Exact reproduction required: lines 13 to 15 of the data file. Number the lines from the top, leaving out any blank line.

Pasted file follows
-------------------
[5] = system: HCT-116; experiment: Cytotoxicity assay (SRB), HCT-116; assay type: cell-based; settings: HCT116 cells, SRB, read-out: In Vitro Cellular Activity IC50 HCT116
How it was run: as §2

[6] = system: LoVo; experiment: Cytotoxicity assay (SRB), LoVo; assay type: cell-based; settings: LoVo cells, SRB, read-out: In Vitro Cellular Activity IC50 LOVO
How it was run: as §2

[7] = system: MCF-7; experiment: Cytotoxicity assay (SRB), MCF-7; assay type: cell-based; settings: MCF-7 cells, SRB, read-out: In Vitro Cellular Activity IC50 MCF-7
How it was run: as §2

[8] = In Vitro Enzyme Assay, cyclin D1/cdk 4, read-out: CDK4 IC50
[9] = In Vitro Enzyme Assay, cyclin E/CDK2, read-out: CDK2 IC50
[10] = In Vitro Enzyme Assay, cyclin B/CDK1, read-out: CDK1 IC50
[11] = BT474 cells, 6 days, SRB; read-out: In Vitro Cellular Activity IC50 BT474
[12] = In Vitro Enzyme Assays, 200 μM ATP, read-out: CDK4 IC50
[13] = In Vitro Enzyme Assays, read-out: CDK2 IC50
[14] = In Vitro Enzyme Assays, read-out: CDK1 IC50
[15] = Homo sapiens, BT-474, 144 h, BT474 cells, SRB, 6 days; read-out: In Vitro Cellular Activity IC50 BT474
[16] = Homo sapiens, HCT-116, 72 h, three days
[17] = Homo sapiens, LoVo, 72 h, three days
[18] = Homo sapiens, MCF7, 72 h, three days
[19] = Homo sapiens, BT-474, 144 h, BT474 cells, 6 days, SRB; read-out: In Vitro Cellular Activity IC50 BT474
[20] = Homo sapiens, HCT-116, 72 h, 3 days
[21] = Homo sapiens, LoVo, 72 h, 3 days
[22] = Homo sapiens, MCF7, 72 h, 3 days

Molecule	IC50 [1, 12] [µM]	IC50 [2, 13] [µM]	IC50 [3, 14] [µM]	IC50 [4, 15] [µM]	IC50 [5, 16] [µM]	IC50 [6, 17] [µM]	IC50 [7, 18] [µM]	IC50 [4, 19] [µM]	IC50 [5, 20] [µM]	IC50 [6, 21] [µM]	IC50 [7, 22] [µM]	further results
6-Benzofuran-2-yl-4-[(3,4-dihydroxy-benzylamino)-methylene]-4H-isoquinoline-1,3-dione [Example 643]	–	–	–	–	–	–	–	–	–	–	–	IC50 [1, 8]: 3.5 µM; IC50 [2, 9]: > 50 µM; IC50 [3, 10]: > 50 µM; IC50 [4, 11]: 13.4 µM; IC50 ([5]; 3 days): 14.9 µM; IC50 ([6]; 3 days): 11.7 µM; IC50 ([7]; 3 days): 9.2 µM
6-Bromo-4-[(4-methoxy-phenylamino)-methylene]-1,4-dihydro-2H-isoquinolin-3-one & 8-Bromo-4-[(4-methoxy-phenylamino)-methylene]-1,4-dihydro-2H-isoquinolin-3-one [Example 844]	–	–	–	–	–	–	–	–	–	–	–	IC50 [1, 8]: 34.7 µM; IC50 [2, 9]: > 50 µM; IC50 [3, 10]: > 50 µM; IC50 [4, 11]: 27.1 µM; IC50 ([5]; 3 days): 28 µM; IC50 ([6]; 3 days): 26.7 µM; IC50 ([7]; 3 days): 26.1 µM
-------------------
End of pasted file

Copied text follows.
[14] = In Vitro Enzyme Assays, read-out: CDK1 IC50
[15] = Homo sapiens, BT-474, 144 h, BT474 cells, SRB, 6 days; read-out: In Vitro Cellular Activity IC50 BT474
[16] = Homo sapiens, HCT-116, 72 h, three days